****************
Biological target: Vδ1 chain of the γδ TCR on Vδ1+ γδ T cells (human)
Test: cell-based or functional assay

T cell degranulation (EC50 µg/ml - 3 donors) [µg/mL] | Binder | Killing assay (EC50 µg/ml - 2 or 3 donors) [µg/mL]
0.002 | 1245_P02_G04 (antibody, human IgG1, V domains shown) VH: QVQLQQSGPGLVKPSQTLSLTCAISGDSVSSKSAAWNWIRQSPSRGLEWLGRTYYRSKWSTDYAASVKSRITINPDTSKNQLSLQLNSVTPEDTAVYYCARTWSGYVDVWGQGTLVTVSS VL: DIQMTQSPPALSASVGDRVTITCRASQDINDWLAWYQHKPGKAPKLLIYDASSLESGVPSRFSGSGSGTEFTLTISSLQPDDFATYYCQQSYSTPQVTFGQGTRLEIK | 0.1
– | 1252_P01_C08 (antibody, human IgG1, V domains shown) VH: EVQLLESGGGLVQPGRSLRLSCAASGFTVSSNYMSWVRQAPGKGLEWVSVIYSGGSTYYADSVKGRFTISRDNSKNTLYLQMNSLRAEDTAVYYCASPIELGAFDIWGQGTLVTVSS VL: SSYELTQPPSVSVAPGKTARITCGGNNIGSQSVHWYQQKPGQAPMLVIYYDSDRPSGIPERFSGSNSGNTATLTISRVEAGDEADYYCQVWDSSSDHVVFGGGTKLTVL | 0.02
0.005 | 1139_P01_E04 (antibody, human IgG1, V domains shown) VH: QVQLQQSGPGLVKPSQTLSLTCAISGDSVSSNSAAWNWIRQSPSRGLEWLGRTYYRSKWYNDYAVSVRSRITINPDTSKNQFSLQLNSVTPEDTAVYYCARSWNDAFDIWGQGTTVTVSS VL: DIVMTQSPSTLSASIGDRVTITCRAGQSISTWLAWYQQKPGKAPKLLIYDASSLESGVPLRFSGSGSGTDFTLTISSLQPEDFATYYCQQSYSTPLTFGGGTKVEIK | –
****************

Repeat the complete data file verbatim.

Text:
Biological target: Vδ1 chain of the γδ TCR on Vδ1+ γδ T cells (human)
Test: cell-based or functional assay

T cell degranulation (EC50 µg/ml - 3 donors) [µg/mL] | Binder | Killing assay (EC50 µg/ml - 2 or 3 donors) [µg/mL]
0.002 | 1245_P02_G04 (antibody, human IgG1, V domains shown) VH: QVQLQQSGPGLVKPSQTLSLTCAISGDSVSSKSAAWNWIRQSPSRGLEWLGRTYYRSKWSTDYAASVKSRITINPDTSKNQLSLQLNSVTPEDTAVYYCARTWSGYVDVWGQGTLVTVSS VL: DIQMTQSPPALSASVGDRVTITCRASQDINDWLAWYQHKPGKAPKLLIYDASSLESGVPSRFSGSGSGTEFTLTISSLQPDDFATYYCQQSYSTPQVTFGQGTRLEIK | 0.1
– | 1252_P01_C08 (antibody, human IgG1, V domains shown) VH: EVQLLESGGGLVQPGRSLRLSCAASGFTVSSNYMSWVRQAPGKGLEWVSVIYSGGSTYYADSVKGRFTISRDNSKNTLYLQMNSLRAEDTAVYYCASPIELGAFDIWGQGTLVTVSS VL: SSYELTQPPSVSVAPGKTARITCGGNNIGSQSVHWYQQKPGQAPMLVIYYDSDRPSGIPERFSGSNSGNTATLTISRVEAGDEADYYCQVWDSSSDHVVFGGGTKLTVL | 0.02
0.005 | 1139_P01_E04 (antibody, human IgG1, V domains shown) VH: QVQLQQSGPGLVKPSQTLSLTCAISGDSVSSNSAAWNWIRQSPSRGLEWLGRTYYRSKWYNDYAVSVRSRITINPDTSKNQFSLQLNSVTPEDTAVYYCARSWNDAFDIWGQGTTVTVSS VL: DIVMTQSPSTLSASIGDRVTITCRAGQSISTWLAWYQQKPGKAPKLLIYDASSLESGVPLRFSGSGSGTDFTLTISSLQPEDFATYYCQQSYSTPLTFGGGTKVEIK | –